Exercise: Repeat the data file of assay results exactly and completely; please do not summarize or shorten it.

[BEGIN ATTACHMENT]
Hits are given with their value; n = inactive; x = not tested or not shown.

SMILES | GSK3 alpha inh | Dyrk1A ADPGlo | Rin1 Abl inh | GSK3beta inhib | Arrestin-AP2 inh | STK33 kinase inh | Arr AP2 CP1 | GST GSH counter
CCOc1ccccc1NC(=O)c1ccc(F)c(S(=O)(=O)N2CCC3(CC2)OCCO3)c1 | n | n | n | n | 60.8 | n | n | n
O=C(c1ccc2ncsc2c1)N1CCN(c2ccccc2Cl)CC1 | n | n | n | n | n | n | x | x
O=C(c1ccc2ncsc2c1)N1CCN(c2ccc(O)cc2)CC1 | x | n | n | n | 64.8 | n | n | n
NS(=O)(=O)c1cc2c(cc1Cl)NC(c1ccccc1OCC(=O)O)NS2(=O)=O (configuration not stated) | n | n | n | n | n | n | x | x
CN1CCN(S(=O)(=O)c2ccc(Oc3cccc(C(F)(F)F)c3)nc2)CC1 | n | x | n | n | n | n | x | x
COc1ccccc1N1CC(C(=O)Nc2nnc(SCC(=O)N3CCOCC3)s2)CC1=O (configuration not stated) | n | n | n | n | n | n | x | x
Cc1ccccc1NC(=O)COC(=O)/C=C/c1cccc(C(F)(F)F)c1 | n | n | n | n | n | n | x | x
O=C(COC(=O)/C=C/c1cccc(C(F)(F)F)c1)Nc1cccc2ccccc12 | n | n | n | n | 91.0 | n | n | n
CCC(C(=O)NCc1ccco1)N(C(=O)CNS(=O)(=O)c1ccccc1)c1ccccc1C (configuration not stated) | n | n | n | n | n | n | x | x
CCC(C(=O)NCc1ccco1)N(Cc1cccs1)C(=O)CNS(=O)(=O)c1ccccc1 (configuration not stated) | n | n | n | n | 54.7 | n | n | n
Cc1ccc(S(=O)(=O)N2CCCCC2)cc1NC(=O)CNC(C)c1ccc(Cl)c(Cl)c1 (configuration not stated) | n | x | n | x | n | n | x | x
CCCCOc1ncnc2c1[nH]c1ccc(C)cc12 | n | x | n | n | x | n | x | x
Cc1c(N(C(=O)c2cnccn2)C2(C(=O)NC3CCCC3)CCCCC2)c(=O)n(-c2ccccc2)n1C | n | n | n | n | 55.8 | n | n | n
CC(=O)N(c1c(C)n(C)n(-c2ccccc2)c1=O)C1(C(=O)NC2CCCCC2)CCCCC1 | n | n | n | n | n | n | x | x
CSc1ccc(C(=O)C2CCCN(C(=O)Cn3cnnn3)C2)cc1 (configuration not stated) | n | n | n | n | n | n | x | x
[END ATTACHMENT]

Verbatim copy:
Hits are given with their value; n = inactive; x = not tested or not shown.

SMILES | GSK3 alpha inh | Dyrk1A ADPGlo | Rin1 Abl inh | GSK3beta inhib | Arrestin-AP2 inh | STK33 kinase inh | Arr AP2 CP1 | GST GSH counter
CCOc1ccccc1NC(=O)c1ccc(F)c(S(=O)(=O)N2CCC3(CC2)OCCO3)c1 | n | n | n | n | 60.8 | n | n | n
O=C(c1ccc2ncsc2c1)N1CCN(c2ccccc2Cl)CC1 | n | n | n | n | n | n | x | x
O=C(c1ccc2ncsc2c1)N1CCN(c2ccc(O)cc2)CC1 | x | n | n | n | 64.8 | n | n | n
NS(=O)(=O)c1cc2c(cc1Cl)NC(c1ccccc1OCC(=O)O)NS2(=O)=O (configuration not stated) | n | n | n | n | n | n | x | x
CN1CCN(S(=O)(=O)c2ccc(Oc3cccc(C(F)(F)F)c3)nc2)CC1 | n | x | n | n | n | n | x | x
COc1ccccc1N1CC(C(=O)Nc2nnc(SCC(=O)N3CCOCC3)s2)CC1=O (configuration not stated) | n | n | n | n | n | n | x | x
Cc1ccccc1NC(=O)COC(=O)/C=C/c1cccc(C(F)(F)F)c1 | n | n | n | n | n | n | x | x
O=C(COC(=O)/C=C/c1cccc(C(F)(F)F)c1)Nc1cccc2ccccc12 | n | n | n | n | 91.0 | n | n | n
CCC(C(=O)NCc1ccco1)N(C(=O)CNS(=O)(=O)c1ccccc1)c1ccccc1C (configuration not stated) | n | n | n | n | n | n | x | x
CCC(C(=O)NCc1ccco1)N(Cc1cccs1)C(=O)CNS(=O)(=O)c1ccccc1 (configuration not stated) | n | n | n | n | 54.7 | n | n | n
Cc1ccc(S(=O)(=O)N2CCCCC2)cc1NC(=O)CNC(C)c1ccc(Cl)c(Cl)c1 (configuration not stated) | n | x | n | x | n | n | x | x
CCCCOc1ncnc2c1[nH]c1ccc(C)cc12 | n | x | n | n | x | n | x | x
Cc1c(N(C(=O)c2cnccn2)C2(C(=O)NC3CCCC3)CCCCC2)c(=O)n(-c2ccccc2)n1C | n | n | n | n | 55.8 | n | n | n
CC(=O)N(c1c(C)n(C)n(-c2ccccc2)c1=O)C1(C(=O)NC2CCCCC2)CCCCC1 | n | n | n | n | n | n | x | x
CSc1ccc(C(=O)C2CCCN(C(=O)Cn3cnnn3)C2)cc1 (configuration not stated) | n | n | n | n | n | n | x | x